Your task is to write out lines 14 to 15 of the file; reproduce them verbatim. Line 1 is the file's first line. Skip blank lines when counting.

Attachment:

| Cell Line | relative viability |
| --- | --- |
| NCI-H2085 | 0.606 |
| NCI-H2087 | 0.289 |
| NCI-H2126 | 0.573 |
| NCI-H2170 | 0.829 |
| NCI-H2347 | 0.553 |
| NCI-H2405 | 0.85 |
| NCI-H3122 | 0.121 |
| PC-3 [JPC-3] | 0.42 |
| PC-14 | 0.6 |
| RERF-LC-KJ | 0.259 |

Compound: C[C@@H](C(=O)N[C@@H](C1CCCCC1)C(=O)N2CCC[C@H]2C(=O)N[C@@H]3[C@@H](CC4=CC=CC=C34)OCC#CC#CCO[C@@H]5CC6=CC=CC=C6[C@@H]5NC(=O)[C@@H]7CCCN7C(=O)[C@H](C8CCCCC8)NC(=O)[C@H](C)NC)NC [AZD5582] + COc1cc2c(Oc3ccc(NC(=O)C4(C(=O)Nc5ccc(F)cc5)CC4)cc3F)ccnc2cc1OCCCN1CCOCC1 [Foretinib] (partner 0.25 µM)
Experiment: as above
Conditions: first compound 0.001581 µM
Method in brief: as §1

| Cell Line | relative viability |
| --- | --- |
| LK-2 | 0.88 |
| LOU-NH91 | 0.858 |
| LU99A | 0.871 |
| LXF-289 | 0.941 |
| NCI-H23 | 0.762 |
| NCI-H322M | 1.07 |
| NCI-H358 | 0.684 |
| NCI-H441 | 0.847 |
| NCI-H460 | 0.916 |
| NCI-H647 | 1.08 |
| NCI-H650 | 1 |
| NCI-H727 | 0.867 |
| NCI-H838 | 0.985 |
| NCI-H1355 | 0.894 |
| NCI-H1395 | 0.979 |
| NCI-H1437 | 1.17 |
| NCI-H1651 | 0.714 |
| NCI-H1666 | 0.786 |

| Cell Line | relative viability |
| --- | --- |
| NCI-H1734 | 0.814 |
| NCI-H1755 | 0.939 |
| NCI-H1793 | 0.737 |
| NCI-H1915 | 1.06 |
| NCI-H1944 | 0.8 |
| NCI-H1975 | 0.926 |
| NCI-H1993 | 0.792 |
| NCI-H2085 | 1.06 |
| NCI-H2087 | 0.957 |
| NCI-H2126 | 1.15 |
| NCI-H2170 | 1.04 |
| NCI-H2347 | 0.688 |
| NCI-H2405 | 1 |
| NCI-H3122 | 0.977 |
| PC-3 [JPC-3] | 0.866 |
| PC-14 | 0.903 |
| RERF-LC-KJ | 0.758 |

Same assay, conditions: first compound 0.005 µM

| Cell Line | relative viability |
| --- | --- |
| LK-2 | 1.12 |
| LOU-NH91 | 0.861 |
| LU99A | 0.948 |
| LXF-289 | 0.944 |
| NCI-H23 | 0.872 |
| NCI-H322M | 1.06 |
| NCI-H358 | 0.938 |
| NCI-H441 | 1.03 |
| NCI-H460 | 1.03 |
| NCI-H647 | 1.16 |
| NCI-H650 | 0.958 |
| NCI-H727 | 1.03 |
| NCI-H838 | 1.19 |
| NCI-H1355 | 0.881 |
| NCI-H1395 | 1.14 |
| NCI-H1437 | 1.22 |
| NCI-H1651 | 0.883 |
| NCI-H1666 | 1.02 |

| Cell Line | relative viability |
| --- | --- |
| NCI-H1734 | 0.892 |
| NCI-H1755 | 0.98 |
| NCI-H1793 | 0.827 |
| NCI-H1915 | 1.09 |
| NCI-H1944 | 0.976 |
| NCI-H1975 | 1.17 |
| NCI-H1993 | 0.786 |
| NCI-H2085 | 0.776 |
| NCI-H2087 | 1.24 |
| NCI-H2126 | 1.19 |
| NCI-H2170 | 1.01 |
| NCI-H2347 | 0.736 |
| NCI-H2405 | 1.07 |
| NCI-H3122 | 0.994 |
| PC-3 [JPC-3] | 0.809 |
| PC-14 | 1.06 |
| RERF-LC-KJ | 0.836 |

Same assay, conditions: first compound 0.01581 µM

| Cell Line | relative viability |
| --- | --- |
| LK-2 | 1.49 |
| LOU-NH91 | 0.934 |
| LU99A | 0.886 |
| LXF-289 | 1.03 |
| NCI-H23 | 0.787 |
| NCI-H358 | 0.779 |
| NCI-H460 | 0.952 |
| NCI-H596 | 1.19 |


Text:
Experiment: as above
Conditions: first compound 0.001581 µM